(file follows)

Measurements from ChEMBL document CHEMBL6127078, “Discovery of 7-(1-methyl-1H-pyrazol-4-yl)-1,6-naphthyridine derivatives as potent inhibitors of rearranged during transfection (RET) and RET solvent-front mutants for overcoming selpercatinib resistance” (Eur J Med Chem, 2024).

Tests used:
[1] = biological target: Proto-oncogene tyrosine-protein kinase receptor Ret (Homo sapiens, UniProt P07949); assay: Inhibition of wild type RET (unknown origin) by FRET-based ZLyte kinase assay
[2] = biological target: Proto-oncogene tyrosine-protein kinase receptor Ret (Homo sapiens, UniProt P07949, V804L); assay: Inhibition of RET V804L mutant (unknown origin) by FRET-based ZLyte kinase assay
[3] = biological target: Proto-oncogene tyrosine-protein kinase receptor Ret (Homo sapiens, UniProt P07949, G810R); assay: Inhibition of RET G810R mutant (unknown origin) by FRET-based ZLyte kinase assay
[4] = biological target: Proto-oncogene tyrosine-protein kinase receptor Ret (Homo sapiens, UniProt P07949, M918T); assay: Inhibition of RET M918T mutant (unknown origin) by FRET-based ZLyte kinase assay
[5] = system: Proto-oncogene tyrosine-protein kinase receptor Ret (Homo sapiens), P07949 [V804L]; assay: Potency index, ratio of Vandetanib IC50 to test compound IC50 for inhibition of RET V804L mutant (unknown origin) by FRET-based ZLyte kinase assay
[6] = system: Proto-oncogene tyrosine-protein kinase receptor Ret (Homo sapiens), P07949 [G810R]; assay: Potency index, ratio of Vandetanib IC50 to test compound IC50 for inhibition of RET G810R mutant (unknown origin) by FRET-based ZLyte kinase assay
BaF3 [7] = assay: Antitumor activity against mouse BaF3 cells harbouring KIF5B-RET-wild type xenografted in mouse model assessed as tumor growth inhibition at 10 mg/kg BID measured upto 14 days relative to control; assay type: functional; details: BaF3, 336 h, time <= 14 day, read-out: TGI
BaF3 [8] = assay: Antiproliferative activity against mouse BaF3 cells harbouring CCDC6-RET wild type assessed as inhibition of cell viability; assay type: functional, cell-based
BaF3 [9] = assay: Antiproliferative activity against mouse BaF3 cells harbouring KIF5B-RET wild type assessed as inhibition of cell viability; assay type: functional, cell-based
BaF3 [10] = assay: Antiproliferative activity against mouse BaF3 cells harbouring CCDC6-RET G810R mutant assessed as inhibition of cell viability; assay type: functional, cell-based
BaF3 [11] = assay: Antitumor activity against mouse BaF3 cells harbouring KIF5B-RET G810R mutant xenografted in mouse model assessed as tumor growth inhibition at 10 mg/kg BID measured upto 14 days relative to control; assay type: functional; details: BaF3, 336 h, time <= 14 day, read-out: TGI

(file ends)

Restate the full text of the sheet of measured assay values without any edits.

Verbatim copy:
Measurements from ChEMBL document CHEMBL6127078, “Discovery of 7-(1-methyl-1H-pyrazol-4-yl)-1,6-naphthyridine derivatives as potent inhibitors of rearranged during transfection (RET) and RET solvent-front mutants for overcoming selpercatinib resistance” (Eur J Med Chem, 2024).

Tests used:
[1] = biological target: Proto-oncogene tyrosine-protein kinase receptor Ret (Homo sapiens, UniProt P07949); assay: Inhibition of wild type RET (unknown origin) by FRET-based ZLyte kinase assay
[2] = biological target: Proto-oncogene tyrosine-protein kinase receptor Ret (Homo sapiens, UniProt P07949, V804L); assay: Inhibition of RET V804L mutant (unknown origin) by FRET-based ZLyte kinase assay
[3] = biological target: Proto-oncogene tyrosine-protein kinase receptor Ret (Homo sapiens, UniProt P07949, G810R); assay: Inhibition of RET G810R mutant (unknown origin) by FRET-based ZLyte kinase assay
[4] = biological target: Proto-oncogene tyrosine-protein kinase receptor Ret (Homo sapiens, UniProt P07949, M918T); assay: Inhibition of RET M918T mutant (unknown origin) by FRET-based ZLyte kinase assay
[5] = system: Proto-oncogene tyrosine-protein kinase receptor Ret (Homo sapiens), P07949 [V804L]; assay: Potency index, ratio of Vandetanib IC50 to test compound IC50 for inhibition of RET V804L mutant (unknown origin) by FRET-based ZLyte kinase assay
[6] = system: Proto-oncogene tyrosine-protein kinase receptor Ret (Homo sapiens), P07949 [G810R]; assay: Potency index, ratio of Vandetanib IC50 to test compound IC50 for inhibition of RET G810R mutant (unknown origin) by FRET-based ZLyte kinase assay
BaF3 [7] = assay: Antitumor activity against mouse BaF3 cells harbouring KIF5B-RET-wild type xenografted in mouse model assessed as tumor growth inhibition at 10 mg/kg BID measured upto 14 days relative to control; assay type: functional; details: BaF3, 336 h, time <= 14 day, read-out: TGI
BaF3 [8] = assay: Antiproliferative activity against mouse BaF3 cells harbouring CCDC6-RET wild type assessed as inhibition of cell viability; assay type: functional, cell-based
BaF3 [9] = assay: Antiproliferative activity against mouse BaF3 cells harbouring KIF5B-RET wild type assessed as inhibition of cell viability; assay type: functional, cell-based
BaF3 [10] = assay: Antiproliferative activity against mouse BaF3 cells harbouring CCDC6-RET G810R mutant assessed as inhibition of cell viability; assay type: functional, cell-based
BaF3 [11] = assay: Antitumor activity against mouse BaF3 cells harbouring KIF5B-RET G810R mutant xenografted in mouse model assessed as tumor growth inhibition at 10 mg/kg BID measured upto 14 days relative to control; assay type: functional; details: BaF3, 336 h, time <= 14 day, read-out: TGI